Hatsumi Sensei’s 道祖神 Dōsojin NSFW Except in Japan

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The 道祖神 Dōsojin at Hatsumi Sensei’s House, photos by Michael Glenn

Last month in Japan, I gained a deeper understanding of genitalia. It started with the male form. But luckily Hatsumi Sensei paired it with the female for me.

Before I describe what Soke shared, let me explain my first phallic encounter.  A local guy from a certain neighborhood told me about 鬚神社 hige jinja (beard shrine). I was intrigued because I thought I had seen all the shrines in this neighborhood.

He took me to 聖天島 shōtenjima where (土俗の神様 dozoku no kamisama) a local folk kami is enshrined on the island. The island was surrounded by brown, dried out lotus plants in their ugly fall phase.

I followed him to the edge of a moat. There, across the water, was what appeared to be old ruins. We walked across a small footbridge. He pointed at one statue that looked like a giant penis.

But why was it called hige? He told me I had to look at the back of it. I shimmied on the tips of my toes along the edge of the moat to get a look. The ura side of the statue was a depiction of 役行者 En no Gyōja who usually has a beard.

Phallic 役行者 En no Gyōja statue, photo by Michael Glenn

En no Gyōja is the founder of 修験道 Shugendō. In this statue, his pilgrim’s cloak is wrapped around his head and shoulders in such a way that from the omote side he looks like a large cock!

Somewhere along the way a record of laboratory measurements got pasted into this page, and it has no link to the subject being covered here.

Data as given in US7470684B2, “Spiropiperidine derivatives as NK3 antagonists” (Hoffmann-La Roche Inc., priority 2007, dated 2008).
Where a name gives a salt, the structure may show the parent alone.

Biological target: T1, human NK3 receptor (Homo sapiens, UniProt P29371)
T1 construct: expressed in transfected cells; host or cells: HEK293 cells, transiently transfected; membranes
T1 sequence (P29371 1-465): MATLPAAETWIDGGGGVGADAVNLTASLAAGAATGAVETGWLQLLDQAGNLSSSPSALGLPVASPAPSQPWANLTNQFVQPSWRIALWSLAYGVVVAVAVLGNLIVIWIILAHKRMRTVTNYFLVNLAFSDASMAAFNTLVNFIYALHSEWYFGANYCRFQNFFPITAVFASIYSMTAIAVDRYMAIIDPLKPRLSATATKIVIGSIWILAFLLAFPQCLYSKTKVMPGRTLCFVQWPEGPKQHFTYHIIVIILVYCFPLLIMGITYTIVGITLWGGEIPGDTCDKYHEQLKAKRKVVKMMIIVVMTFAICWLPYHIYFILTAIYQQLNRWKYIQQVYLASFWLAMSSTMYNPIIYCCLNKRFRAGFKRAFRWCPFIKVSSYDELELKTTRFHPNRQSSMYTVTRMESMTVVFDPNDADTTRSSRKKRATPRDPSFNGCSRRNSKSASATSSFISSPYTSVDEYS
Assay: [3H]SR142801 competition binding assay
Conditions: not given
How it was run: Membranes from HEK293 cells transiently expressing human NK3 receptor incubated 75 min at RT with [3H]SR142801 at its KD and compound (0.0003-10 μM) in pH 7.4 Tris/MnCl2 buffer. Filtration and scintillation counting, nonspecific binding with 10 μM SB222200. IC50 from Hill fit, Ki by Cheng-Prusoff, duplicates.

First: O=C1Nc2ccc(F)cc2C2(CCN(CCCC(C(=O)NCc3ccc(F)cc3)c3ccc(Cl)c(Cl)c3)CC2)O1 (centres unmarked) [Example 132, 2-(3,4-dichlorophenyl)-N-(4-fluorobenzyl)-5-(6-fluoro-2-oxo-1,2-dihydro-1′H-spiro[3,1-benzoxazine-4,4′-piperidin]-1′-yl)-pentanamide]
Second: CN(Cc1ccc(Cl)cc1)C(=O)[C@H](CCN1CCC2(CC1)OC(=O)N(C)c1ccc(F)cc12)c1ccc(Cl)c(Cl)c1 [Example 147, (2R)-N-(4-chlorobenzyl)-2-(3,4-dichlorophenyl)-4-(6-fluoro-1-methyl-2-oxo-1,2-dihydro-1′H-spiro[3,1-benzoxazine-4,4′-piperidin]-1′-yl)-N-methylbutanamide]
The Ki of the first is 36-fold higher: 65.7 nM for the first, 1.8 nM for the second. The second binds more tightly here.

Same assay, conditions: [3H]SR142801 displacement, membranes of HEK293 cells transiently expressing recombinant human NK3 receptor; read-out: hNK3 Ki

Phallic 役行者 En no Gyōja drawing from here

This made me and my guide laugh out loud among the wilting lotus leaves.

He told me that back in the Edo jidai, the neighborhood was known as a place for lovers. There were lots of 出会い茶屋 deai chaya or teahouses that offered sexual services, or where people could have a secret rendezvous with a lover. People may have prayed at the shrine for virility, fertility, or even to protect themselves from disease.

A few days later I went to Soke’s house. He showed me the far corner of his yard where there were stones representing male and female genitalia (see top picture). These were examples of 道祖神 Dōsojin, a traveller’s guardian deity. You can find these monuments throughout Japan. They often portray a couple in embrace or even lovemaking. But often the stones are in the shape of phallus and vagina.

There is an interesting connection with En no Gyōja. First of all, he was a legendary traveller. Second, he had two servants named  前鬼 Zenki  and 後鬼 Goki. They started out as demons but En helped them become human and now they are a married couple representing yin and yang.

When I look at portrayals of Dōsojin that are of the embracing couple, I am reminded of Zenki and Goki. 前鬼 Zenki means front demon, the yang, like the phallus image I was greeted with on the island. 後鬼 Goki is the behind demon, ura, yin and maybe represented by the parted and open robe or cloak.

So next time you are training with Soke and he paints a big phallus, or a kunoichi with a red vagina on your scroll, maybe he is wishing you safe travels! If you are lucky, no one will ask whose bed you sleep in during those lonely nights in Noda.

Michael GLENN
Source : http://bujinkansantamonica.blogspot.fr/2014/12/hatsumi-senseis-dosojin-nsfw-except-in.html
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